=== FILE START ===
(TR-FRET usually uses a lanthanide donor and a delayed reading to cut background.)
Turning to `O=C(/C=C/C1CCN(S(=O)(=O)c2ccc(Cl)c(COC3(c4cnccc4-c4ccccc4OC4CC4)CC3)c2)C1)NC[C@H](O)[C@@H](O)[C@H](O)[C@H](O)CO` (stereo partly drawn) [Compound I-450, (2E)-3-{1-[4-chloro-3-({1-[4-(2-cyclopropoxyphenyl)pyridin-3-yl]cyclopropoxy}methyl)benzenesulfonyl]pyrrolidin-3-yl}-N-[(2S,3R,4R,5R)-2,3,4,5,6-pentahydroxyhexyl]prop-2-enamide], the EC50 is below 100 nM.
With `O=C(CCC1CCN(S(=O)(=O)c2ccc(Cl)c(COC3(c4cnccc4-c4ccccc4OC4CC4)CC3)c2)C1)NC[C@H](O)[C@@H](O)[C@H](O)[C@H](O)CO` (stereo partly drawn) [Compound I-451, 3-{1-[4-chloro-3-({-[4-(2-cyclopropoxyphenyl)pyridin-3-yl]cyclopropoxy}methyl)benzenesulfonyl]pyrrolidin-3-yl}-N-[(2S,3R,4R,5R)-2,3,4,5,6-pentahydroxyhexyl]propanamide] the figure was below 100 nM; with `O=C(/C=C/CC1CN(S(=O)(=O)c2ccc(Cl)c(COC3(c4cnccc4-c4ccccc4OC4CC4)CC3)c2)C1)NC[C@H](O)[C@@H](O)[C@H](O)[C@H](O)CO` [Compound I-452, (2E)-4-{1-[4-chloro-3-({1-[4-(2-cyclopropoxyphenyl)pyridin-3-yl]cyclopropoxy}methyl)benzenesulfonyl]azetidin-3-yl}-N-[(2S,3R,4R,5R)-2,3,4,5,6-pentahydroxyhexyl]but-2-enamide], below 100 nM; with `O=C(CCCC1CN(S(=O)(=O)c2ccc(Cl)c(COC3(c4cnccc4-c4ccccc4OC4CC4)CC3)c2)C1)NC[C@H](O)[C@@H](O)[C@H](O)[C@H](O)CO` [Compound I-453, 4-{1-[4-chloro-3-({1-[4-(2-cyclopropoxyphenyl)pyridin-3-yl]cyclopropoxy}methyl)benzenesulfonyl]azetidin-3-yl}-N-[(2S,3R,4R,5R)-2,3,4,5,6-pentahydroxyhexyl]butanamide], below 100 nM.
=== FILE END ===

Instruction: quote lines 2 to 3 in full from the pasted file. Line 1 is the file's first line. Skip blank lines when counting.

Turning to `O=C(/C=C/C1CCN(S(=O)(=O)c2ccc(Cl)c(COC3(c4cnccc4-c4ccccc4OC4CC4)CC3)c2)C1)NC[C@H](O)[C@@H](O)[C@H](O)[C@H](O)CO` (stereo partly drawn) [Compound I-450, (2E)-3-{1-[4-chloro-3-({1-[4-(2-cyclopropoxyphenyl)pyridin-3-yl]cyclopropoxy}methyl)benzenesulfonyl]pyrrolidin-3-yl}-N-[(2S,3R,4R,5R)-2,3,4,5,6-pentahydroxyhexyl]prop-2-enamide], the EC50 is below 100 nM.
With `O=C(CCC1CCN(S(=O)(=O)c2ccc(Cl)c(COC3(c4cnccc4-c4ccccc4OC4CC4)CC3)c2)C1)NC[C@H](O)[C@@H](O)[C@H](O)[C@H](O)CO` (stereo partly drawn) [Compound I-451, 3-{1-[4-chloro-3-({-[4-(2-cyclopropoxyphenyl)pyridin-3-yl]cyclopropoxy}methyl)benzenesulfonyl]pyrrolidin-3-yl}-N-[(2S,3R,4R,5R)-2,3,4,5,6-pentahydroxyhexyl]propanamide] the figure was below 100 nM; with `O=C(/C=C/CC1CN(S(=O)(=O)c2ccc(Cl)c(COC3(c4cnccc4-c4ccccc4OC4CC4)CC3)c2)C1)NC[C@H](O)[C@@H](O)[C@H](O)[C@H](O)CO` [Compound I-452, (2E)-4-{1-[4-chloro-3-({1-[4-(2-cyclopropoxyphenyl)pyridin-3-yl]cyclopropoxy}methyl)benzenesulfonyl]azetidin-3-yl}-N-[(2S,3R,4R,5R)-2,3,4,5,6-pentahydroxyhexyl]but-2-enamide], below 100 nM; with `O=C(CCCC1CN(S(=O)(=O)c2ccc(Cl)c(COC3(c4cnccc4-c4ccccc4OC4CC4)CC3)c2)C1)NC[C@H](O)[C@@H](O)[C@H](O)[C@H](O)CO` [Compound I-453, 4-{1-[4-chloro-3-({1-[4-(2-cyclopropoxyphenyl)pyridin-3-yl]cyclopropoxy}methyl)benzenesulfonyl]azetidin-3-yl}-N-[(2S,3R,4R,5R)-2,3,4,5,6-pentahydroxyhexyl]butanamide], below 100 nM.